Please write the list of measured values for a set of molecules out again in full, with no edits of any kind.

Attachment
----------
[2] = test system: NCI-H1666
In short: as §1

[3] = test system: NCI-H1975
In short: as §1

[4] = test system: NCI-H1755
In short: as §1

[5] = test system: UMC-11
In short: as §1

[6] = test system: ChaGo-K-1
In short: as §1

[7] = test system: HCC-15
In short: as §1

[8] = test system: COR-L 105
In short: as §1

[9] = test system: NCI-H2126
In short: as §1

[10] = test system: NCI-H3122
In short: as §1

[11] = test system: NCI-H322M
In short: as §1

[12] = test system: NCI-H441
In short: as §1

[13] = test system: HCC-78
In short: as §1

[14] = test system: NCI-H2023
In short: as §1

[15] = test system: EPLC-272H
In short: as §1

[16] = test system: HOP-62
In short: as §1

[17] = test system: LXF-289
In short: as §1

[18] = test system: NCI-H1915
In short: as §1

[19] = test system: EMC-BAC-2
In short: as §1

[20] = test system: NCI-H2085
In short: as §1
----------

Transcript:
[2] = test system: NCI-H1666
In short: as §1

[3] = test system: NCI-H1975
In short: as §1

[4] = test system: NCI-H1755
In short: as §1

[5] = test system: UMC-11
In short: as §1

[6] = test system: ChaGo-K-1
In short: as §1

[7] = test system: HCC-15
In short: as §1

[8] = test system: COR-L 105
In short: as §1

[9] = test system: NCI-H2126
In short: as §1

[10] = test system: NCI-H3122
In short: as §1

[11] = test system: NCI-H322M
In short: as §1

[12] = test system: NCI-H441
In short: as §1

[13] = test system: HCC-78
In short: as §1

[14] = test system: NCI-H2023
In short: as §1

[15] = test system: EPLC-272H
In short: as §1

[16] = test system: HOP-62
In short: as §1

[17] = test system: LXF-289
In short: as §1

[18] = test system: NCI-H1915
In short: as §1

[19] = test system: EMC-BAC-2
In short: as §1

[20] = test system: NCI-H2085
In short: as §1